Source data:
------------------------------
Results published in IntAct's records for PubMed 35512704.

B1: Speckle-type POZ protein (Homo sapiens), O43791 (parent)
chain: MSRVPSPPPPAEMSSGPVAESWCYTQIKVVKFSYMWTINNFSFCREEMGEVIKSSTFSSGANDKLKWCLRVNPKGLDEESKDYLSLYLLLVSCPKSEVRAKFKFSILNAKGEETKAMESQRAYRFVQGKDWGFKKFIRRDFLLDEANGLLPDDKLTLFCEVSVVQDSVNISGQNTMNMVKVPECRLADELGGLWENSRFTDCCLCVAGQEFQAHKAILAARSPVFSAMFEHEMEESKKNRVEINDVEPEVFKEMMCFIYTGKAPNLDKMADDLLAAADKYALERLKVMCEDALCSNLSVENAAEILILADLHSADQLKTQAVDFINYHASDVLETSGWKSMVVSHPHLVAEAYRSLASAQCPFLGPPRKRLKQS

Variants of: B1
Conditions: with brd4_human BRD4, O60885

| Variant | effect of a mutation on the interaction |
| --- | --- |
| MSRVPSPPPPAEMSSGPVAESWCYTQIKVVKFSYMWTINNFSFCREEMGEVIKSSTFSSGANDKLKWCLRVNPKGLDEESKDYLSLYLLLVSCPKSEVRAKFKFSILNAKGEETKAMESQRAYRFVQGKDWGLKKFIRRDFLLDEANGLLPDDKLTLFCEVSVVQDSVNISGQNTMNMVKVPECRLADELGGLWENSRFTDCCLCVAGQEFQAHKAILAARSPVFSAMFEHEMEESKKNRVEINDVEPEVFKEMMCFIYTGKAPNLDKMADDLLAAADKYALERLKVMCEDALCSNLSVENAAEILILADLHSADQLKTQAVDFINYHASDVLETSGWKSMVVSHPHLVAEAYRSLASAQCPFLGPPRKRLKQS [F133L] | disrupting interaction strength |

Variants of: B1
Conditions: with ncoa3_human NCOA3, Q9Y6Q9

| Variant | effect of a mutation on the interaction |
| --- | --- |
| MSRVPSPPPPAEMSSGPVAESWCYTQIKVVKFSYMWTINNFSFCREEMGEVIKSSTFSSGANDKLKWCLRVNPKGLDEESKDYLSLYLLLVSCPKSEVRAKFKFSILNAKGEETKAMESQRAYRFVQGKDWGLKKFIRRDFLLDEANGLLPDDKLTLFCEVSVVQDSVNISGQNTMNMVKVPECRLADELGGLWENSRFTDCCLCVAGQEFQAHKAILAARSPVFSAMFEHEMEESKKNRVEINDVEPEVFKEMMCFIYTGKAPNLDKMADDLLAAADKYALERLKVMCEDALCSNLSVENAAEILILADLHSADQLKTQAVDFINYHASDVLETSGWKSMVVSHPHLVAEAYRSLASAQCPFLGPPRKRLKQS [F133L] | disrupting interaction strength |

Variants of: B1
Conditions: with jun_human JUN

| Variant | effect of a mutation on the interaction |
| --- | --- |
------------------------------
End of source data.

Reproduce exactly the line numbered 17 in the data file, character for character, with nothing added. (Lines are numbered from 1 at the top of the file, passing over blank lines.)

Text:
| --- | --- |